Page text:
• Vol. 33 No. 2, 214–219
  • 15 March 2004

Morbidity Following Anterior Cruciate Ligament Reconstruction Using Hamstring Autograft



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Introduction: As anterior cruciate ligament (ACL) reconstruction becomes more frequently performed, the expectation of earlier return to activities becomes higher; hence graft selection becomes more important. The use of hamstring tendon autograft is perceived to have less postoperative morbidities. We evaluate the early postoperative complications in this prospective study.

Materials and Methods: Seventy-six patients operated by the same surgeon were assessed preoperatively, and 3 and 6 months after surgery. The hamstring and quadriceps strength were measured with Biodex machine and the side-to-side laxity measured using KT-1000 instrument. The patients were also assessed for their subjective complaints using IKDC (International Knee Documentation Committee) Knee Scoring System.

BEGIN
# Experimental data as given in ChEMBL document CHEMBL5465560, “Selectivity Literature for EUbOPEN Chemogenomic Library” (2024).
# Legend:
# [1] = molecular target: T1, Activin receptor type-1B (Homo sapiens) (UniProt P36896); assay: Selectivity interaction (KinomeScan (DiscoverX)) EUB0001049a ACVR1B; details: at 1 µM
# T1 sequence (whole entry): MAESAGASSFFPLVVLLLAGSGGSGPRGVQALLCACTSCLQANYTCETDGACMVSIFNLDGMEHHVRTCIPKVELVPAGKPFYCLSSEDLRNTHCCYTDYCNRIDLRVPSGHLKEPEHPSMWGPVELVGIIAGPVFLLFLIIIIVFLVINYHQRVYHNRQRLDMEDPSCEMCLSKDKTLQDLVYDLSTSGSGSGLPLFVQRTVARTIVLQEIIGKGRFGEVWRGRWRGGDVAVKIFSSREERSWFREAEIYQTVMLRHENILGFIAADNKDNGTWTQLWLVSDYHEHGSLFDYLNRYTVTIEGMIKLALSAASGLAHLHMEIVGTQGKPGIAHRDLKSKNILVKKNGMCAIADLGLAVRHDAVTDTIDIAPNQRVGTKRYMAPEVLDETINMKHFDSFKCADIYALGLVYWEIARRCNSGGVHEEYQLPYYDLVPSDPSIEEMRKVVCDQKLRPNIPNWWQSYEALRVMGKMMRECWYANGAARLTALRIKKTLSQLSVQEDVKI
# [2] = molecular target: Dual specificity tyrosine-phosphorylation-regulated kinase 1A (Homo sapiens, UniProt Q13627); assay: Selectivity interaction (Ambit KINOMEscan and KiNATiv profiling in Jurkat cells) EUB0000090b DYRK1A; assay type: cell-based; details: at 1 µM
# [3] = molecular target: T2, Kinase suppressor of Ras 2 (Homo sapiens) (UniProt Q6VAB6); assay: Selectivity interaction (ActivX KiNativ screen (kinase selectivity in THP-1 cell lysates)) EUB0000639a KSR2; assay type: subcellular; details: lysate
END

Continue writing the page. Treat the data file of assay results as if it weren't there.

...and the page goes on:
Results: The strength and endurance index of the quadriceps and hamstrings recovered and improved by the sixth month after surgery. The recovery by the quadriceps muscle is more marked and by the sixth month, it has recovered to more than the preoperative level. As for laxity, the average side-to-side difference at 30 pounds was 2.75 mm by 6 months. Of these patients, the side-to-side difference was less than 5 mm in 66 patients (5 mm as taken to be acceptable for graft success). As for IKDC rating, at the sixth month, 71 patients had normal or near normal knee by their own assessment. No patients had anterior knee pain at rest. Sensory deficits were only present in 3 patients with complaints of numbness over the distribution of the saphenous nerve or its infrapatellar branch.

Conclusion: Most morbidities are temporal in nature and do not significantly affect the patient’s activities.

Rupture of the anterior cruciate ligament (ACL) impairs the stability of the knee, resulting in difficulty with athletic performance, increased risk of subsequent meniscal injury and increased risk of degenerative joint disease. Reconstruction of the ACL is a frequently performed procedure used to restore functional stability in ACL-deficient knees, restoring the normal kinematics of the knee.

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